India defeated England comfortably by a margin of an innings and 25 runs in the last Test to clinch the four-match series 3-1. This victory also takes India to the top of the pool of the World Test Championship, with 72.2 percentage points. They will face New Zealand, placed at second position in the pool stage with 70 points, in the final which will be held at England in June. To reach the finals, India had to ensure winning the series against England, which they did in style, coming back strongly after losing the first match at Chennai.
England side that lost the last three Tests meekly, was a far cry from the confident bunch who won the first match at Chennai by 227 runs. This surprise defeat had shocked the hosts, who were on a high after winning a hard-fought series in Australia, overcoming difficulties posed due to absence of top players due to injury. The Indian team management went into an overdrive preparing pitches that suited spin bowlers, traditionally considered as the strong point of the hosts. This also helped to blunt the pace attack of visitors, besides keeping their batsmen, who were not used to playing on these surfaces, tied up in knots. The result was that England lost the second Test by 317 runs and the third match by 10 wickets, before crashing to an innings defeat in the last game.
One interesting sidelight of these encounters was that the second Test got over on the morning of fourth day, the third game was completed in less than two days and the last match finished during the last session of the third day. The early finish of the third Test brought out howls of protests from press contingent accompanying the side from London about the pitch, which they felt was underprepared and not fit for playing international cricket. But the meek surrender of the visitors in the last Test, where their second innings lasted a mere 54.5 overs, indicates that there is more to the defeat than the pitch alone.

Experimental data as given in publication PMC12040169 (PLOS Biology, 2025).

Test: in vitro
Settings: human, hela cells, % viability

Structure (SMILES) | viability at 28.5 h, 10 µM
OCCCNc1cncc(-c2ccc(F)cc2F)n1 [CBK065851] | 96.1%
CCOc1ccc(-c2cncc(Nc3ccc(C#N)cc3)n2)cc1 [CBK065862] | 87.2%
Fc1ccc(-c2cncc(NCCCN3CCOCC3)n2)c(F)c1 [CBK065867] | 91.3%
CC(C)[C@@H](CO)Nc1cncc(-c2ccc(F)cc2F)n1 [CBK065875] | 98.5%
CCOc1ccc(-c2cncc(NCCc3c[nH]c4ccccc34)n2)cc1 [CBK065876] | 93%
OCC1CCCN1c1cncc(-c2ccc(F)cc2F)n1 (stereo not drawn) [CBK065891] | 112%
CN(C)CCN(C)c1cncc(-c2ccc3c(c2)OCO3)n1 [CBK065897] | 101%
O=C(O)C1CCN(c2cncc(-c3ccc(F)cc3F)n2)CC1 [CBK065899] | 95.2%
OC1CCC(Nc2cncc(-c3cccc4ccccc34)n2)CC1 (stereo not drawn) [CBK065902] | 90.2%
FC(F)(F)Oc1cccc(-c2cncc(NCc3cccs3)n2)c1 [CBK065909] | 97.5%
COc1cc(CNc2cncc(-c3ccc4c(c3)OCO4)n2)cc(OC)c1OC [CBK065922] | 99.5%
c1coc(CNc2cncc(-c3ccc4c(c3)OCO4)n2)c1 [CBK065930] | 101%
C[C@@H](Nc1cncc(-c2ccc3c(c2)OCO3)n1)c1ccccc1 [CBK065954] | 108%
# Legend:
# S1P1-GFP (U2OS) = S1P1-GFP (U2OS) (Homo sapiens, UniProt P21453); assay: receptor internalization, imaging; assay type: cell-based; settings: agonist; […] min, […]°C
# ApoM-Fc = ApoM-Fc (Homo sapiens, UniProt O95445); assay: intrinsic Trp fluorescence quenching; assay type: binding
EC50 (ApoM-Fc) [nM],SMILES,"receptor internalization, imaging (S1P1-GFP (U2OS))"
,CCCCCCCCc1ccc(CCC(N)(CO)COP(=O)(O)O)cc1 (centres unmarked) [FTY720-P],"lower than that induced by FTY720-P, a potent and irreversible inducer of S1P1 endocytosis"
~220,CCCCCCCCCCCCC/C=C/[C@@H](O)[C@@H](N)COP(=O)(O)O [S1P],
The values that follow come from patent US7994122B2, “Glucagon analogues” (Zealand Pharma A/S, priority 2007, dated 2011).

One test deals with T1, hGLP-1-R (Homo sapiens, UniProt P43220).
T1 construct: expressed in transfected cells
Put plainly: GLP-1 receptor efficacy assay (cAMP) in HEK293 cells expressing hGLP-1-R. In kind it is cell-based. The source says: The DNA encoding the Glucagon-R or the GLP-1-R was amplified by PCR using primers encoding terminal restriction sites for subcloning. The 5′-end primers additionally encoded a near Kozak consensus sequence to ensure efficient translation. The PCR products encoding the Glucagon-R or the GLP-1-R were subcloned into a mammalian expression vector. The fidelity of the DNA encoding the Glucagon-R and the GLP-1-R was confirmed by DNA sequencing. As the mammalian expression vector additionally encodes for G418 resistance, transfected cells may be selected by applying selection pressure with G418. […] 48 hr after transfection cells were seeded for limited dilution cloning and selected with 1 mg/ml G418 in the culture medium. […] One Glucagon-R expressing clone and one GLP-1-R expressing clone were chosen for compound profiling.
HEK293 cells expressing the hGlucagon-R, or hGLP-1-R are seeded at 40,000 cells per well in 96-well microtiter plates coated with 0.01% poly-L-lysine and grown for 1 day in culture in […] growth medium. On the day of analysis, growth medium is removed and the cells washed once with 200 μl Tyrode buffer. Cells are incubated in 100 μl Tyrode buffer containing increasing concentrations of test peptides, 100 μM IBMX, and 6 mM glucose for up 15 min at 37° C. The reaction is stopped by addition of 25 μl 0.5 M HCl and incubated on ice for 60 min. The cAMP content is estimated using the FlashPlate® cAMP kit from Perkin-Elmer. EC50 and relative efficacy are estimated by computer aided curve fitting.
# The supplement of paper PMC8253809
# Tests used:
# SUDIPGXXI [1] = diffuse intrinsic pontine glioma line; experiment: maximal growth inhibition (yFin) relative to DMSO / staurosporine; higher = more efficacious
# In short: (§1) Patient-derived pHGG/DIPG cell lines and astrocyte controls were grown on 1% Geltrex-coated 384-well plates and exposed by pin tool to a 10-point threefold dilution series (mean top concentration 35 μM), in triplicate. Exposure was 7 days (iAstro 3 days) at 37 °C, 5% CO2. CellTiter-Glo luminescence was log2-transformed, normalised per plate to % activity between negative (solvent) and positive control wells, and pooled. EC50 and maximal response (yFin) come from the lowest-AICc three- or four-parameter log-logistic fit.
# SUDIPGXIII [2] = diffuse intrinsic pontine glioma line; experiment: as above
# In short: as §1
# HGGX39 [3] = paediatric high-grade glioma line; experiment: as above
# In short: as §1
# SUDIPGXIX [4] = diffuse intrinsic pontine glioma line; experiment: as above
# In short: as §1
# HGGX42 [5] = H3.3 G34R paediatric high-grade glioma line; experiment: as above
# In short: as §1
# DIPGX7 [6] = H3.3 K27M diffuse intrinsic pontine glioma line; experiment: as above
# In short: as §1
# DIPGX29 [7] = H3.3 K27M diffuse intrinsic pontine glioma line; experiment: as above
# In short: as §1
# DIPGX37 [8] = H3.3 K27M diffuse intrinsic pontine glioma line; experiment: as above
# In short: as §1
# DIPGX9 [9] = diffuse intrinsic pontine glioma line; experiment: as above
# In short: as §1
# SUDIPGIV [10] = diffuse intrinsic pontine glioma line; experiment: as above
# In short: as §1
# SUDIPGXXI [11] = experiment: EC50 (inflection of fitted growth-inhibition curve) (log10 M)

What went wrong with England after their victory in the first Test? It is a fact that they were spooked about the pitches, a fact that played on their mind. India had the worse of conditions in the first Test, where the brilliant double hundred by Joe Root put England firmly on the path to victory. This was reversed in the second game, where India seized the initiative in the same manner through a century by Rohit Sharma in the first innings and Ravichandran Aswin in the second. Thus, the honours were even at the end of the first two games, where the sides batting first capitalised on this advantage to record facile wins.
The twist in the plot happened during the third Test at Ahmedabad, which was played as a day-night game, using a pink ball. Here England had the good fortune of batting first and after getting skittled out for a low score, they even managed to restrict India to a narrow lead in the first innings. But they collapsed badly while batting second, thus gifting the match to India on a platter. It would appear that the scars inflicted by this low score in the second innings and the loss in under two days was so bad that the team did not have the heart to put up much of a fight in the last Test.
Such developments are not uncommon in international cricket. During the ill-fated tour of England in 1974, India, under Ajit Wadekar, had fared decently in the first Test, losing the game only in the last hour, during the mandatory overs, by a margin of 113 runs. But the side collapsed for a total of 42 in the second innings of the next match at Lord's, which completely deflated the team. During the last Test at Birmingham, Indians only went through the motions scoring a mere165 and 216 on an easy-paced pitch, while England ran up a total of 459, losing only two wickets. For the record, this game also got over inside three days.